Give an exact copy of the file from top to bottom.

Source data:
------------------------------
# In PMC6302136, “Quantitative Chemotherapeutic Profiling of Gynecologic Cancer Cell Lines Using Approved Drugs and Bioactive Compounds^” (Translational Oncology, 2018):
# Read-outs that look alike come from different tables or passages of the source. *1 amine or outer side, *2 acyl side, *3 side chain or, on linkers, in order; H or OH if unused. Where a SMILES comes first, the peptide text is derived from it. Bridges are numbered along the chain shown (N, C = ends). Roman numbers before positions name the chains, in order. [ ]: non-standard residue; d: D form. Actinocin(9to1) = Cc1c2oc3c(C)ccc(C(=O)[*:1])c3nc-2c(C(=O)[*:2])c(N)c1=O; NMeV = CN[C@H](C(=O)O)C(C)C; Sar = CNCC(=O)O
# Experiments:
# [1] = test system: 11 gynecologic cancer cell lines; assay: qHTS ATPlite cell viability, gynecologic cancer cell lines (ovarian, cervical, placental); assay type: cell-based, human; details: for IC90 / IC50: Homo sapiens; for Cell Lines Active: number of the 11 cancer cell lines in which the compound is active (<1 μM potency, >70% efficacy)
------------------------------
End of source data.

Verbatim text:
# In PMC6302136, “Quantitative Chemotherapeutic Profiling of Gynecologic Cancer Cell Lines Using Approved Drugs and Bioactive Compounds^” (Translational Oncology, 2018):
# Read-outs that look alike come from different tables or passages of the source. *1 amine or outer side, *2 acyl side, *3 side chain or, on linkers, in order; H or OH if unused. Where a SMILES comes first, the peptide text is derived from it. Bridges are numbered along the chain shown (N, C = ends). Roman numbers before positions name the chains, in order. [ ]: non-standard residue; d: D form. Actinocin(9to1) = Cc1c2oc3c(C)ccc(C(=O)[*:1])c3nc-2c(C(=O)[*:2])c(N)c1=O; NMeV = CN[C@H](C(=O)O)C(C)C; Sar = CNCC(=O)O
# Experiments:
# [1] = test system: 11 gynecologic cancer cell lines; assay: qHTS ATPlite cell viability, gynecologic cancer cell lines (ovarian, cervical, placental); assay type: cell-based, human; details: for IC90 / IC50: Homo sapiens; for Cell Lines Active: number of the 11 cancer cell lines in which the compound is active (<1 μM potency, >70% efficacy)